Harri wrote:I'd point out that during the winter 1941/42 there were major logistical problems in Finland which was behind the malnutrition. There were major areal differences. The situation was worst in the cities which run out of potatoes already in February/March 1942, for example in Helsinki. Those potatoes left were usualy somewhere else and due to bad transportation they froze.
Hard for me to believe that the Finns, who are accustomed to cold weather conditions failed to have facilities on hand to protect these potatoes.
Whose in charge there?
Harri wrote:My mother and father who lived in the countryside have told me they don't remember any malnutrition. But children perhaps don't remember such things and they were given all what parents have.
This is no big mystery. Generally, when the transportation system is the cause of the food shortage it is the cities that suffer not the countryside as the food is grown in the countryside.
Harri wrote:Anyway berries and mushrooms were picked all over Finland from forests during the war and still afterwards. Hunting was also important. From my point of view this yearly job seemed stupid in the 1960's and 1970's because everything could be bought from the shop. But those who had met the malnutrition continued the old habbit until they died.
Berry and mushroom picking and hunting did not occur before the war? In many lands in normal conditions people who reside in the countryside are hunters and gathers.
Harri wrote:The food rations were different for those who worked and for those who didn't which exlain part of the catastrophy.
You don't explain this or support it with evidence.
Harri wrote:For example my grandfather's brother died on tuberculosis in 1942. We still don't know where he was buried because the note on his death arrived weeks after the burial and was missed later.
This proves what? That Finns tend to mislay their dead?
Harri wrote:The lack of medicines and vitamins, not well working healthcare and the low quality of food were perhaps the main reasons for malnutrition. Many POWs were also wounded or suffered from deseases and malnutrition already before capturing. The supply of Red Army wasn't among the best in 1941 either and Soviet soldiers ate rather simple food. The "starting level" of POWs was thus very weak which sped up their fate. Finnish civilians were better fed from the start and could stand alive longer periods (some months) with worse food. As far as I known there was no dramatic changes in the dying rate of the Finnish civilians in the early 1940's.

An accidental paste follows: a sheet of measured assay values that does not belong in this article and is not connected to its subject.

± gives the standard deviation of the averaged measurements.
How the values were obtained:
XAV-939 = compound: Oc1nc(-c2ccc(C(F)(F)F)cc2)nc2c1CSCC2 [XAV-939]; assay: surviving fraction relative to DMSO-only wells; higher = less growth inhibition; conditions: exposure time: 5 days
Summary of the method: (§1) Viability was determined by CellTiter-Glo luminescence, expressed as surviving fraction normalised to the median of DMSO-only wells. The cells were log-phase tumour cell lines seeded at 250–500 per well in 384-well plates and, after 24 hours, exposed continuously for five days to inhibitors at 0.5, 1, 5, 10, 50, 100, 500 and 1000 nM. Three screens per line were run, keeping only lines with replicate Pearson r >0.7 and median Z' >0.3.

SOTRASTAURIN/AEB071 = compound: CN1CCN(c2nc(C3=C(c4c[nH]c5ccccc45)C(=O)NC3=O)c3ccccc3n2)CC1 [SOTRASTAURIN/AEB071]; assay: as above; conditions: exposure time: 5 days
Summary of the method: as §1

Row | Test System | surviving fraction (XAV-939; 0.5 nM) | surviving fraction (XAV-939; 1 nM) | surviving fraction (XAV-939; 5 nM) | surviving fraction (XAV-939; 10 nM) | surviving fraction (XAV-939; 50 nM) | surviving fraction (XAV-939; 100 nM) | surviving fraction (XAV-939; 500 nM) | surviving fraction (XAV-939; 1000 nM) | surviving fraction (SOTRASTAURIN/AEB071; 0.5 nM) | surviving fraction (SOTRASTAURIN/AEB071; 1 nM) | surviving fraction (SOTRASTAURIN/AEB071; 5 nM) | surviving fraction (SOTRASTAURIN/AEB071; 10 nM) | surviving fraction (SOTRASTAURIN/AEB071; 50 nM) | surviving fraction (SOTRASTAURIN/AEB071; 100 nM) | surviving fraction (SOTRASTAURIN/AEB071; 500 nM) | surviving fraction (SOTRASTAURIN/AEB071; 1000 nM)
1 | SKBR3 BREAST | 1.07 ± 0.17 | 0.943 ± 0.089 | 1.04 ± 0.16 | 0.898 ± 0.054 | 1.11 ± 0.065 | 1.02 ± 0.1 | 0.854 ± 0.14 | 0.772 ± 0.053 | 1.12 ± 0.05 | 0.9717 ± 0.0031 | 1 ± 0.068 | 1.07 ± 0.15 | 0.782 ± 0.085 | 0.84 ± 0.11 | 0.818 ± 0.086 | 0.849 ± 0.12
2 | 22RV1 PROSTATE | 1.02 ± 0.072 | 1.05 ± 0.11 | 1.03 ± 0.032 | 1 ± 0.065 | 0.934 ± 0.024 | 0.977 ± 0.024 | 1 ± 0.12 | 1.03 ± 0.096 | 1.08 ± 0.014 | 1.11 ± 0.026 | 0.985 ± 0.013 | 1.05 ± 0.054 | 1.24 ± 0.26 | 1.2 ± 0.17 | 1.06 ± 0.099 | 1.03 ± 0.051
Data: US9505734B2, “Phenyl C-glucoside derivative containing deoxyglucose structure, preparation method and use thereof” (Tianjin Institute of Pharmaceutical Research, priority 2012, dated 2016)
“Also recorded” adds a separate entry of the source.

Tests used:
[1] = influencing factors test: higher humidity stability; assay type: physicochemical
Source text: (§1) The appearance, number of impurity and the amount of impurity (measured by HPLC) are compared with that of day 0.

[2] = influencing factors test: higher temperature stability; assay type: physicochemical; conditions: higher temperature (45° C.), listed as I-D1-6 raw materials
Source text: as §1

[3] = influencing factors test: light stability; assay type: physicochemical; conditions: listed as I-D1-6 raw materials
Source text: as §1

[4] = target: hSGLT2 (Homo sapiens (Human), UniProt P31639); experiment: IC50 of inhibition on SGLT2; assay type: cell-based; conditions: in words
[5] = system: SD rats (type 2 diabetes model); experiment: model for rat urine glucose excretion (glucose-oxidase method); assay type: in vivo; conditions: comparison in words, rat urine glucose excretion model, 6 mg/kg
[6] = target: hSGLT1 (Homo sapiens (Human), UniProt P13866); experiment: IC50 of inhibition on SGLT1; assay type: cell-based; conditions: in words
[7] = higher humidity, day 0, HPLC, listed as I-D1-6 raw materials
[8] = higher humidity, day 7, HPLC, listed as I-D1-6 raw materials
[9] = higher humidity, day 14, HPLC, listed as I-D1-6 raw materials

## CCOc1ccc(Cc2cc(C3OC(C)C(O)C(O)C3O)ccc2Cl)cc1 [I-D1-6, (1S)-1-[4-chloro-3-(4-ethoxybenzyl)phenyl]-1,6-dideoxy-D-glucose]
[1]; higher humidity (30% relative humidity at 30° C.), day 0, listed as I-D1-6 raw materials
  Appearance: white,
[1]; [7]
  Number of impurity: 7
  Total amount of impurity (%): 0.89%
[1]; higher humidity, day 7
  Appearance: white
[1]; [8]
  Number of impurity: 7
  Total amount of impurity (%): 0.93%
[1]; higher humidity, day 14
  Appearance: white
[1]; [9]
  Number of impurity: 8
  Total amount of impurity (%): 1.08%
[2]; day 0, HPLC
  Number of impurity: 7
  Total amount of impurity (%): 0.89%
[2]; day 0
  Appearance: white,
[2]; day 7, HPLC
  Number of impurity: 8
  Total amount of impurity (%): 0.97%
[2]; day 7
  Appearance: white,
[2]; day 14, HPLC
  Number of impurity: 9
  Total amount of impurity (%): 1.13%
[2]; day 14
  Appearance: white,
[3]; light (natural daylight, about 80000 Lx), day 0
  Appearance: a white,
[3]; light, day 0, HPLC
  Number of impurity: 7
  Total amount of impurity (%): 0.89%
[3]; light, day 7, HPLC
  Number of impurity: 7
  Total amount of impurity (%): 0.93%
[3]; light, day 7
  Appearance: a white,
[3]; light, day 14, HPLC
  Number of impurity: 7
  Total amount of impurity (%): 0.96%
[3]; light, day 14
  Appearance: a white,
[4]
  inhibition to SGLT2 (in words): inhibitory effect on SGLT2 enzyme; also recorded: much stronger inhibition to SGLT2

POWs are to receive the same rations and medical care as the Detaining Power's zone of the interior soldiers. If the Soviet POWs were sick, the Finns were responsible for providing sufficient medical care to restore their health. The high death rate of Soviet soldiers is somewhat comparable to the high number of deaths among Soviet civilians in Finnish detention camps. Were the Soviet civilians in the same poor state of health as the Soviet soldiers when they went into the Finnish camps, or is there another excuse to cover this?
Harri wrote:Unlike suspected by Penn Finnish healthcare system was on a relatively good level already in the 1940's but its resources were tied for the Army which was in top priority - like also in Food supply.
I never disparaged the Finnish health care system.
Preceived "military necessity" is not an adequate excuse for not complying with the Geneva Convention. If the Soviet POW was sick, the Soviet POW should have received comparable medical care available to Finnish soldiers.
Harri wrote:Soviet POWs and Interned ones were mainly treated by Soviet medical personnel and doctors supervised by the Finns. Also their medicals were usually taken from the captured Soviet stocks.
It is fully appropriate to use Soviet medical personnel and supplies to accomplish this requirements, however, if there are any shortfalls in the care, the Detaining Power is required to make up the shortfall.
Harri wrote:It is written that the Soviet POWs who died mostly looked quite healthy until they suddenly turned dead which is typical if someone has eaten weak quality food for several months.
Who wrote that? Is that from the Finnish healthcare system?
Harri wrote:The high dying rates of the Soviet POWs have never been any secrets in Finland and this is no new information to any Finns.
Given that the Finns have known this for sometime, you would think the excuses would be more polished.
What you have offered above is a consistently unsourced, long-winded excuse.
I once was told that I was vain, but I knew that vanity was a fault, so I gave it up because I have no faults.